Wild Card Friday 27 March 2015

Welcome to March's WILD CARD POST. On the 4th (and 5th) Friday of each month, I've ask a author friend to visit and share a post or something fun pertaining to their books. This month we have a post by Jennifer Slattery, take it away Jennifer!

 

You know those kids in school who were always a little off? Who maybe kept their imaginary friends longer than most, or who spent 95% of their time in a world of their own making?

I’ve never been able to figure out the creative mind, and I have one! It’s funny, pre-contract, most writers would be considered… “unique” (spoken while making air quotes)… at best. Many of us would be labeled odd; some even insane. Post contract, we’re called eccentric.

Is that a nice, adult-ish way of saying crazy?

All too often I remind myself of Charlie Brown with his frequent daydreams. Poor Charlie Brown, always in trouble. I can so relate! Maybe you can, too. Were there any behaviors you exhibited as a kid that placed you on your teacher’s watch list? Perhaps you were too talkative, having to share every idea with everyone. Or maybe you were that kid who simply couldn’t sit still, or who preferred to observe, quietly, rather than join in the various activities. And so you were labeled flighty, or hyperactive, or maybe reclusive.

And you’ve carried that label around ever since, not realizing the very thing you’ve always struggled with could in fact be your great strength. Only, for many of us, we’ve been told so many times, and often during our most formidable years, that those very strengths are bad and something to be avoided at all cost, we may spend more time avoiding them than cultivating them.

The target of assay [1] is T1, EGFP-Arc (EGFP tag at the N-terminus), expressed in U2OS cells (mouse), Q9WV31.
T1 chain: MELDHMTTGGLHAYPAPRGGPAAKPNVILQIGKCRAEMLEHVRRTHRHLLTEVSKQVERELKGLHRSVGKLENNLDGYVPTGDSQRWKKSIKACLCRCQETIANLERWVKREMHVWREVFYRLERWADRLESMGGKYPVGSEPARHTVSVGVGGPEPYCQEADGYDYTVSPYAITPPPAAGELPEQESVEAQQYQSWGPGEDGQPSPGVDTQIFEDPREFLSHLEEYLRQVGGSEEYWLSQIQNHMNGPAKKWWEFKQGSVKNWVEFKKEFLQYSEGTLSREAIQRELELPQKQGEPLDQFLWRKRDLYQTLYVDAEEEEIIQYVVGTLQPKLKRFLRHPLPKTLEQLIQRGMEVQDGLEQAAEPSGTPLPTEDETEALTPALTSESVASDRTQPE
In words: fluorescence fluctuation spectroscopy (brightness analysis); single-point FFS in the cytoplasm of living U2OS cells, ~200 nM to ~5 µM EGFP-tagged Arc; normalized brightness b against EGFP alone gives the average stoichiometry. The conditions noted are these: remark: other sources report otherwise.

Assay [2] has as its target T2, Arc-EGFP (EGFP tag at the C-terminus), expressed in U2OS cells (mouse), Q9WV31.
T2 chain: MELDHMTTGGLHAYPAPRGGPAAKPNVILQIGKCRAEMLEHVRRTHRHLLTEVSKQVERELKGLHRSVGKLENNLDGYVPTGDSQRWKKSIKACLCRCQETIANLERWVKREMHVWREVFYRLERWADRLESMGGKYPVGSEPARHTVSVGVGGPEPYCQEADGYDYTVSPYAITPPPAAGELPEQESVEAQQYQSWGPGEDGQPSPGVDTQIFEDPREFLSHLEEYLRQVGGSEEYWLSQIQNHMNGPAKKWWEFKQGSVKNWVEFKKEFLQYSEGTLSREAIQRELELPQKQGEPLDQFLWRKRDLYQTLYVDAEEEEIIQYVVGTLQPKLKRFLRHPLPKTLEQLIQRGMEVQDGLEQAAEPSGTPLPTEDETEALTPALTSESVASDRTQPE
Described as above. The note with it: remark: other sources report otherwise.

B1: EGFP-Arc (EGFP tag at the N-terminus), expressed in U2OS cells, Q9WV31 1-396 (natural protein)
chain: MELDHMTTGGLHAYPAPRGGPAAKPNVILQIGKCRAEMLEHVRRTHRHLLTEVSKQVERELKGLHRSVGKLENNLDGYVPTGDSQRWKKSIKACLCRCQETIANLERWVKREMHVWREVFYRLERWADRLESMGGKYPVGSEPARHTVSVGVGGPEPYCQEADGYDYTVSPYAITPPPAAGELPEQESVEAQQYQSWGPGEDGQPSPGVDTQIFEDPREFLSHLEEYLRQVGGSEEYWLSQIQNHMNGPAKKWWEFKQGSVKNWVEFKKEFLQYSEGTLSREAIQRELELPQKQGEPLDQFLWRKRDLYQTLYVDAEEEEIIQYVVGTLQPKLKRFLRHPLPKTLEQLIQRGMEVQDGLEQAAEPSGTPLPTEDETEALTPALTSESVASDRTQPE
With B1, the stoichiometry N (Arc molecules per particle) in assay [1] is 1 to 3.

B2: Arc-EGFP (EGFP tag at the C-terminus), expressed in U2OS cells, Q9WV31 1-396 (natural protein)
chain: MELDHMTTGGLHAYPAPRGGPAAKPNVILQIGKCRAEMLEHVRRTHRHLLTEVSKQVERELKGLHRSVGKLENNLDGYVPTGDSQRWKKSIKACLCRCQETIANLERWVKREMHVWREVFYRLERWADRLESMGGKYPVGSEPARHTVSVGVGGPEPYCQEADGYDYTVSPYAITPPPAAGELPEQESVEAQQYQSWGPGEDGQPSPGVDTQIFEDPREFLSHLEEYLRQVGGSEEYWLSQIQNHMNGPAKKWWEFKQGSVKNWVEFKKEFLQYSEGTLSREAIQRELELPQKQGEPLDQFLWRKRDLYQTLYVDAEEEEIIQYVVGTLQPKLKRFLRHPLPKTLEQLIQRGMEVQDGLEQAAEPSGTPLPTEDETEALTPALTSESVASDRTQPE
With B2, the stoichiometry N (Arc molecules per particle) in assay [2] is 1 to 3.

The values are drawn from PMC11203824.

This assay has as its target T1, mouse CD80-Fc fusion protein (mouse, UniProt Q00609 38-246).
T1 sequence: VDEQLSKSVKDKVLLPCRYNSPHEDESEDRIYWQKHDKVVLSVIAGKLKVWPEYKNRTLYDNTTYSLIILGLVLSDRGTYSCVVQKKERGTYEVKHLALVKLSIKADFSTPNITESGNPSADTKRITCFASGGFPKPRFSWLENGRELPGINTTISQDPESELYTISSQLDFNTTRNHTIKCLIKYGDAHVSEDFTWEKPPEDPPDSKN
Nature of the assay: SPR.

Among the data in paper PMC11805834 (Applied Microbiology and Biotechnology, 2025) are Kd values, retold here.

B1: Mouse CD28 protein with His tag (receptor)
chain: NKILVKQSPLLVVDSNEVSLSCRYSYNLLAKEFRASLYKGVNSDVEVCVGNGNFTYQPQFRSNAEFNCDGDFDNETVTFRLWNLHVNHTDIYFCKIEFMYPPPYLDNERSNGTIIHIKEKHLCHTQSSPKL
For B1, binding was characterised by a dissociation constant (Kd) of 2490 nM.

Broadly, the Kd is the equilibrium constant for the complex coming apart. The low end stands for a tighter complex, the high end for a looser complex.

If that’s you, if you’ve allowed negative statements from your past shadow your gift, take some time to reevaluate. In what ways has that behavior helped you? What are some ways you can hone that unique gift? What are some trouble areas—like blurting out an opinion when someone else is talking—that you can work on changing? And if you’re a parent, how can you view your children’s behaviors through this same, gifting-aware lens? How might this altered view affect how you train them? 


As the hurricane forces Jacqueline to evacuate, her need for purpose and restitution propel her north to her estranged and embittered daughter and into the arms of a handsome new friend. However, he’s dealing with a potential conspiracy at work, one that could cost him everything, and Jacqueline isn’t sure if he will be the one she can lean on during the difficult days ahead. Then there are the three orphans to consider, especially Gavin. Must she relinquish her chance at having love again in order to be restored?


You can buy a copy here:




Jennifer Slattery writes soul-stirring fiction for New Hope Publishers, a publishing house passionate about bringing God’s healing grace and truth to the hopeless. She also writes for Crosswalk.com, Internet CafĂ© Devotions, and the group blog, Faith-filled Friends. When not writing, Jennifer loves going on mall dates with her teenage daughter and coffee dates with her handsome railroader husband.
Visit with Jennifer online at JenniferSlatteryLivesOutLoud. 

Her debut novel, Beyond I Do, is currently on sale at Amazon for under $4 (print and kindle version)! You can get that here: http://www.amazon.com/Beyond-I-Do-Jennifer-Slattery-ebook/dp/B00MMRRCZU/

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